Read paragraph B, look at lines 4-8, “ ____Many of the world’s biggest cities, for example, London, New York, Shanghai, Istanbul, Buenos Aires, Tokyo, Jakarta, Calcutta, Philadelphia and San Francisco began as ports – that is, with land-sea exchange as their major function – but they have since grown disproportionately in other respects so that their port functions are no longer dominant____.”

Reading this text makes it clear that cities don’t cease to be port cities when other functions dominate.  

Hence, the answer is going to be: NO
36. In the past, many port cities did more trade within their own country than with overseas ports.Underline keywords: past, many port cities, more trade, within, own country, than, overseas ports

Look at the paragraph E, specifically in lines 2-4, “___ domestic trade was greater at all periods than external trade. Shanghai, for example, did most of its trade with other Chinese ports and inland cities. Calcutta traded mainly with other parts of India and so on___.”

Here, domestic trade was greater means that ➙ many port cities did more trade within their own country
&
external trade means that ➙ trade with overseas ports,

Hence, the answer is going to be: YES
37. Most people in a port city are engaged in international trade and finance. Underline keywords: most people, port city, engaged in, international trade and finance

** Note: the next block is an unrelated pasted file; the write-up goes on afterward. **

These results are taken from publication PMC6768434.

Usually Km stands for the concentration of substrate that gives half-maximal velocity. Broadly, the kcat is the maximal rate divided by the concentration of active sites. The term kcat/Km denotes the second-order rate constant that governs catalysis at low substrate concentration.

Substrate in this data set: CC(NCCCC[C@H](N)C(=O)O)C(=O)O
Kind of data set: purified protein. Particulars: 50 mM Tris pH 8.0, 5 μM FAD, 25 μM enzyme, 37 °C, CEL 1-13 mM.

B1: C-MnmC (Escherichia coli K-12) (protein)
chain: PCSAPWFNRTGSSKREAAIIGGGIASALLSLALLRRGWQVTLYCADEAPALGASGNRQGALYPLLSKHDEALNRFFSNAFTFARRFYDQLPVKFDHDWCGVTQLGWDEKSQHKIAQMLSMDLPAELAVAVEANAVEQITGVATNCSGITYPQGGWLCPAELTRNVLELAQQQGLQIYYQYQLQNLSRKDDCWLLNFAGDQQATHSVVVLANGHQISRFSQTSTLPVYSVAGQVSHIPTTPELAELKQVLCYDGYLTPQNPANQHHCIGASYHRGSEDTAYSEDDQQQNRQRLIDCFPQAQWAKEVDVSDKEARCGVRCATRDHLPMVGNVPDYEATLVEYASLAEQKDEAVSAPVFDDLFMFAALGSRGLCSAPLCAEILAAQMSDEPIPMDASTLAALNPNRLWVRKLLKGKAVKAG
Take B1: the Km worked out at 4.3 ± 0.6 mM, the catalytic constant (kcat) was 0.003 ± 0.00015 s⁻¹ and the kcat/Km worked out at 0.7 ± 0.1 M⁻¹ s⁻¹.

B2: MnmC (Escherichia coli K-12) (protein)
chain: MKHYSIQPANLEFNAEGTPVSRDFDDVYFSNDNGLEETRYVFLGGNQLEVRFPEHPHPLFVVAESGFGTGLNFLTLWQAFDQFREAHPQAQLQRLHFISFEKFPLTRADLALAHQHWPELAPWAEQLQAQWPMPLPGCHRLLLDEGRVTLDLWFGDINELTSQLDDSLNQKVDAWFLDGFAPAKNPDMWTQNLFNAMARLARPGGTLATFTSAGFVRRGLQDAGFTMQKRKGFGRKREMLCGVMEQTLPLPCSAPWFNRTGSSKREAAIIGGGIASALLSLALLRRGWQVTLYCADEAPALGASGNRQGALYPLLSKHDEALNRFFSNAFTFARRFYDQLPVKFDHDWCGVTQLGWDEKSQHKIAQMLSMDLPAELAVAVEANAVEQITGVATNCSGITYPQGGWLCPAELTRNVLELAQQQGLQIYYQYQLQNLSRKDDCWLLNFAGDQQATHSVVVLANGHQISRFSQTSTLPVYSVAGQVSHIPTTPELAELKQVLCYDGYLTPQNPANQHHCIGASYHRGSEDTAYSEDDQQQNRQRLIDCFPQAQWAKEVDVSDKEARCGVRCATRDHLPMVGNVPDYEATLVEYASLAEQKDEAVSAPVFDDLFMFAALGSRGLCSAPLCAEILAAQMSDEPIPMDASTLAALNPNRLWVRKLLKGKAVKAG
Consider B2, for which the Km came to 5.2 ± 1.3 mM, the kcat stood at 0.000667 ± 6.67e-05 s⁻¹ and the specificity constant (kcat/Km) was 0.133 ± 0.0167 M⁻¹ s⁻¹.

Look at the paragraph E, in lines 4-5, the author explains, “____Most of any city’s population is engaged in providing goods and services for the city itself.”

In this text, Most of any city’s population means that ➙ most people in a port city
&
providing goods and services for the city itself means that ➙ local trade and finance

Hence, the answer is going to be: NO
38. Ports attract many subsidiary and independent industries.Underline keywords: ports, attract, subsidiary and independent industries

Read the paragraph F, in lines 3-6, look at, “____ Ports take advantage of the need for breaking up the bulk material where water and land transport meet and where loading and unloading costs can be minimised by refining raw materials or turning them into finished goods. The major examples here are oil refining and ore refining, which are commonly located at ports_____.”

In this text, Ports take advantage of the need means that ➙ ports attract
&
oil refining and ore refining means that ➙ subsidiary and independent industries

Hence, the answer is going to be: YES
39. Ports have to establish a common language of trade.Underline keywords: ports, have to establish, common language of trade  

There is nothing mentioned about establishing a common language of trade in the whole passage.

Hence, the answer is going to be: NOT GIVEN
40. Ports often have river connections.Underline keywords: often, river connections  

In the paragraph G, look at the the starting lines, “Cities which began as ports retain the chief commercial and administrative centre of the city close to the waterfront. The centre of New York is in lower Manhattan between two river mouths, the City of London is on the ThamesShanghai along the Bund.____.”

Reading this text, it is crystal clear that ports often have river connections.

Hence, the answer is going to be: YES